Count me among the few people on the planet who have never watched Saturday Night Live. Not even back when it was consistently funny (I was in high school then and my mother felt it was "inappropriate"). Well yeah, I've seen a rerun or retrospective now and then, but I was well out of college before I saw that "wild and crazy guys" skit that a high school friend constantly made a fool out of himself imitating. Yes, I live under a rock. These days it's on purpose for the most part.
Speaking of rocks, I've never seen 30 Rock either. Tina Fey got my attention on that American Express ad which I'm starting to suspect she wrote most of. Have you ever seen someone from across a room and just known you wanted to be friends with that person? Call it "like at first sight." That was how I felt about Tina Fey.
OK, I'm not some creepy stalker. I'm not even going to be sending her fan mail. But after last Monday morning, I'm officially a fan.
Now, I didn't see the original Weekend Update skit on SNL. I heard it Monday morning on NPR. Because that's the kind of geek I am. Needless to say, I was blown away.
For months I've been saying that what I like and admire in Hillary Clinton is what everyone else hates. I think it's been that way from the very beginning when she made that "stay home and bake cookies" remark. People who cried foul on that conveniently seemed to forget that it was she who was being attacked for wanting to use her skills in some major-impact way while her husband potentially held the highest office in the land. Why is that a problem?
Never mind that she was positively prophetic on the problem healthcare has become in this country. No, let's talk about her marriage. I once had a conversation with a woman who told me that she would have a lot more respect for Hillary if she had left Bill. Hmm. Let's see. You have just suffered the ultimate marital humiliation in front of the entire world. Do you:
A) Divorce him, become Washington poison (all these years and still nobody likes a divorcee), return to Little Rock, or Chicago, or even New York and quietly practice law, maybe teach a class or two and write a tacky tell-all?
B) Stay with a dynamic and powerful guy, continue to travel the world, continue to have influence, support your family through personal and political crisis, get encouraged to run for Senator, run and actually win, run for President?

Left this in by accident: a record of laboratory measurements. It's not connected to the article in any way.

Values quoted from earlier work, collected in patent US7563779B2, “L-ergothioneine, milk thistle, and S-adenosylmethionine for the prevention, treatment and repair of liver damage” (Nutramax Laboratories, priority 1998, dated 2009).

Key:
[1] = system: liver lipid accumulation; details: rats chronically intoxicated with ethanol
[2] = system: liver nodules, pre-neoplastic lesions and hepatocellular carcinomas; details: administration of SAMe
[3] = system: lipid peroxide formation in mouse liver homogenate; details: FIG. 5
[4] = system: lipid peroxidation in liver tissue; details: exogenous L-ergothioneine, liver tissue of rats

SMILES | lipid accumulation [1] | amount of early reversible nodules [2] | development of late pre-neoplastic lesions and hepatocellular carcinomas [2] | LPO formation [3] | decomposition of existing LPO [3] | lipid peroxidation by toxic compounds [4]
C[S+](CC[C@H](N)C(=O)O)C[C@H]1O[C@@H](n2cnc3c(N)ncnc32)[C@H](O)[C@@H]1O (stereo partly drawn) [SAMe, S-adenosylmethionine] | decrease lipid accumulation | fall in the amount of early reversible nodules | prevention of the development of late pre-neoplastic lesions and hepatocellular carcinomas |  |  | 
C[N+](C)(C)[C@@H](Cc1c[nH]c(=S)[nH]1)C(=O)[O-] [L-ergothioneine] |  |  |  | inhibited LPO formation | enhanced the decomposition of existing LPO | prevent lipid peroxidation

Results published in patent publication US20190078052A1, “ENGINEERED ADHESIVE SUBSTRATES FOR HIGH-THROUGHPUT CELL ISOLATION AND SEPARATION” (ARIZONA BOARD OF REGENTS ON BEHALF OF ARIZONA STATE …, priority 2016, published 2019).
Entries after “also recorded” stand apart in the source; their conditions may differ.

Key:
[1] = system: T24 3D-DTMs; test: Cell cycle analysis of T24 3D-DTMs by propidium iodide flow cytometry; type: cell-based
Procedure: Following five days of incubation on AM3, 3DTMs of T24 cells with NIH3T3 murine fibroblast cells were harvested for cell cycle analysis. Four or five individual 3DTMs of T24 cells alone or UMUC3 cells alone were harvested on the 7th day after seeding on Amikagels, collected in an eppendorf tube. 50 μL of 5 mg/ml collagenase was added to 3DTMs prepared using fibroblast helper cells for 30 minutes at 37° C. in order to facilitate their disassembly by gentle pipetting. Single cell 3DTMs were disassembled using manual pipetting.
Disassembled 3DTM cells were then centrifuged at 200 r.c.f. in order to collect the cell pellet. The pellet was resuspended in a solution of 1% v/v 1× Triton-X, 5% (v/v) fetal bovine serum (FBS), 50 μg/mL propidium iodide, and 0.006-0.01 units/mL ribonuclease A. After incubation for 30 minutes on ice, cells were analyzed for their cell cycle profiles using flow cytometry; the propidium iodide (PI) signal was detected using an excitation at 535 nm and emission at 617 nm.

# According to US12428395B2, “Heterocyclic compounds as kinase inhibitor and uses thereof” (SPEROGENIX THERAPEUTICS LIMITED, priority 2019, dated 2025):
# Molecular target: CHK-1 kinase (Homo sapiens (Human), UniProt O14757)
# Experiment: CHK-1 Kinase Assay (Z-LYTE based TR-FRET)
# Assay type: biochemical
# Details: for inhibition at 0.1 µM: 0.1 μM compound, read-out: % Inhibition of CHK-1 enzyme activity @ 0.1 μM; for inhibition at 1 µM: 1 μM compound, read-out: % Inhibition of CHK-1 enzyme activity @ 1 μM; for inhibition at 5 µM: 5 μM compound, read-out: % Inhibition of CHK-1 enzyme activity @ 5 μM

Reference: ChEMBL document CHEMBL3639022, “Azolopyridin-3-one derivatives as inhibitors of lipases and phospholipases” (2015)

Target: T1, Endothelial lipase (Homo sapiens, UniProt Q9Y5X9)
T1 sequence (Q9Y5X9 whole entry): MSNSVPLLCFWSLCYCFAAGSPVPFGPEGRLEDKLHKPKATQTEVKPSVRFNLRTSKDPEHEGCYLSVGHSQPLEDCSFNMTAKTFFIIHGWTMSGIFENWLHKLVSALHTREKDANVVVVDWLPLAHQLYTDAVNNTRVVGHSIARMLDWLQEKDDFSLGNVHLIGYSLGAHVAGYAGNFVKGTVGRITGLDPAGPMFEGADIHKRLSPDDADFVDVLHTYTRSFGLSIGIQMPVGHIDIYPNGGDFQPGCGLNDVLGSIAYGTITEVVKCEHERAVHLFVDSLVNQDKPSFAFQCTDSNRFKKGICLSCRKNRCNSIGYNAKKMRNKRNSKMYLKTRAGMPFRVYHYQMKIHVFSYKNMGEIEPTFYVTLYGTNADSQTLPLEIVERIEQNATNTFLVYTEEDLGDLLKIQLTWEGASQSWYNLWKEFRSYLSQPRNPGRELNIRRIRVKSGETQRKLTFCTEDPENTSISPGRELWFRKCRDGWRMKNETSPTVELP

They still say living well is the best revenge, don't they?
But that's just my theory of the situation. Nobody ever really knows what's in another couple's marriage.
I'm trying to decide if people's dislike of Hillary is really related to her stint as First Lady, as I posited at Soccer Mom; her failure to leave her husband after the Monica Lewinsky nonsense, or if people are uncomfortable with her blatant desire
to be in charge for power.
It's the 21st century, and women are not supposed to want power? Apparently, it's OK if they have power, ala Madeline Albright, or Condoleeza Rice, but they must not be seen as angling for it.
I'm not sure there's any neat way to wrap this up. I have known, and been put off by, women Hillary's age who gained their professional stripes in a time when they were told the had to "act like men" to get ahead. I've known women who were not "nice," but whom I nontheless respected because they were successful and didn't let anyone stop them.
I could understand if it was mostly guys (guys who firmly approve of the current President's smirking swagger and blatant power grab) who were put off by Hillary, but it's not. It's women, lots of them. Now I am not suggesting that all women should want to vote for Hillary because she's a woman, I'm just floored by the number of women who won't vote for her because they don't like her. This makes no sense to me. Just as the average Joe will never sit down to have a beer with President Bush, the average Joan will not be sitting down to tea (or a glass of wine) with the next President. These are not qualifications.
The primary season could be over in a few days. If Hillary Clinton's name is not at the top of the Democratic ticket, I still think that she will have done an amazing thing to advance women in our society. She has made it possible for other women to run for President and be taken more seriously than they would have been in the past. This election has exposed a lot of ugliness about our society that was easy to ignore until we had a woman running for office, things we still need to address.
I once heard Senator Clinton say that if she did not win, she would go back to being the Senator from New York and she will continue to be effective in that role. In spite of the disappointment that would entail, I believe she will.